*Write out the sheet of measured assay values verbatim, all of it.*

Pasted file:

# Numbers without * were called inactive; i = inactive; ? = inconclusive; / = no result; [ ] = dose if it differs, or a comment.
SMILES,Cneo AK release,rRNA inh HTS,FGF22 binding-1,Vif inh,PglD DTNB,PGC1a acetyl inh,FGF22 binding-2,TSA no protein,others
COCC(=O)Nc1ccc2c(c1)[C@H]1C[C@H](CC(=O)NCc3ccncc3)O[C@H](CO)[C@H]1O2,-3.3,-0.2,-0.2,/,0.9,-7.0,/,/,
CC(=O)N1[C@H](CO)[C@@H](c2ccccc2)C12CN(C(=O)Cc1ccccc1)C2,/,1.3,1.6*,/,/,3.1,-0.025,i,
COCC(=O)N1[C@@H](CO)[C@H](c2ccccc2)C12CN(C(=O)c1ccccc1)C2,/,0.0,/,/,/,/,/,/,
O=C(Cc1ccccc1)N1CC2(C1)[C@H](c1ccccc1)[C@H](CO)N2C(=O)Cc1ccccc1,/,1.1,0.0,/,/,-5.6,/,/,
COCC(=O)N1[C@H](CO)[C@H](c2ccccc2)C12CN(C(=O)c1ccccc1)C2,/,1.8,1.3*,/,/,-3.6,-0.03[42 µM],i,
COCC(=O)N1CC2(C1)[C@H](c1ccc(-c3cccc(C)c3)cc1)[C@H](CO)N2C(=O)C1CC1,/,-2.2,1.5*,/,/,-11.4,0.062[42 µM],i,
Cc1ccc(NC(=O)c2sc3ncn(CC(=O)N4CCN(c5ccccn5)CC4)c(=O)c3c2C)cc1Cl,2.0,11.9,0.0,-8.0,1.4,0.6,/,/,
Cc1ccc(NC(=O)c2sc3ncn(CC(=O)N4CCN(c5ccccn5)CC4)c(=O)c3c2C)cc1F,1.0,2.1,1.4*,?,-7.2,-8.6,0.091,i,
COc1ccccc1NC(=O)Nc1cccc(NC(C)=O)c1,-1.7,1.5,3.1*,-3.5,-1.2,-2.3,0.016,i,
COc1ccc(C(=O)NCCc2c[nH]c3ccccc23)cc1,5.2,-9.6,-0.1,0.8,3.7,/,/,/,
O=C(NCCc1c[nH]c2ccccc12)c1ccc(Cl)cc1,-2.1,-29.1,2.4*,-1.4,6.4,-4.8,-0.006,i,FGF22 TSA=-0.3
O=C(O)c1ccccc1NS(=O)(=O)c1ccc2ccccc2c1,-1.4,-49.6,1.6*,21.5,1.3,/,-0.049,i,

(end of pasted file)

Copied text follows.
# Numbers without * were called inactive; i = inactive; ? = inconclusive; / = no result; [ ] = dose if it differs, or a comment.
SMILES,Cneo AK release,rRNA inh HTS,FGF22 binding-1,Vif inh,PglD DTNB,PGC1a acetyl inh,FGF22 binding-2,TSA no protein,others
COCC(=O)Nc1ccc2c(c1)[C@H]1C[C@H](CC(=O)NCc3ccncc3)O[C@H](CO)[C@H]1O2,-3.3,-0.2,-0.2,/,0.9,-7.0,/,/,
CC(=O)N1[C@H](CO)[C@@H](c2ccccc2)C12CN(C(=O)Cc1ccccc1)C2,/,1.3,1.6*,/,/,3.1,-0.025,i,
COCC(=O)N1[C@@H](CO)[C@H](c2ccccc2)C12CN(C(=O)c1ccccc1)C2,/,0.0,/,/,/,/,/,/,
O=C(Cc1ccccc1)N1CC2(C1)[C@H](c1ccccc1)[C@H](CO)N2C(=O)Cc1ccccc1,/,1.1,0.0,/,/,-5.6,/,/,
COCC(=O)N1[C@H](CO)[C@H](c2ccccc2)C12CN(C(=O)c1ccccc1)C2,/,1.8,1.3*,/,/,-3.6,-0.03[42 µM],i,
COCC(=O)N1CC2(C1)[C@H](c1ccc(-c3cccc(C)c3)cc1)[C@H](CO)N2C(=O)C1CC1,/,-2.2,1.5*,/,/,-11.4,0.062[42 µM],i,
Cc1ccc(NC(=O)c2sc3ncn(CC(=O)N4CCN(c5ccccn5)CC4)c(=O)c3c2C)cc1Cl,2.0,11.9,0.0,-8.0,1.4,0.6,/,/,
Cc1ccc(NC(=O)c2sc3ncn(CC(=O)N4CCN(c5ccccn5)CC4)c(=O)c3c2C)cc1F,1.0,2.1,1.4*,?,-7.2,-8.6,0.091,i,
COc1ccccc1NC(=O)Nc1cccc(NC(C)=O)c1,-1.7,1.5,3.1*,-3.5,-1.2,-2.3,0.016,i,
COc1ccc(C(=O)NCCc2c[nH]c3ccccc23)cc1,5.2,-9.6,-0.1,0.8,3.7,/,/,/,
O=C(NCCc1c[nH]c2ccccc12)c1ccc(Cl)cc1,-2.1,-29.1,2.4*,-1.4,6.4,-4.8,-0.006,i,FGF22 TSA=-0.3
O=C(O)c1ccccc1NS(=O)(=O)c1ccc2ccccc2c1,-1.4,-49.6,1.6*,21.5,1.3,/,-0.049,i,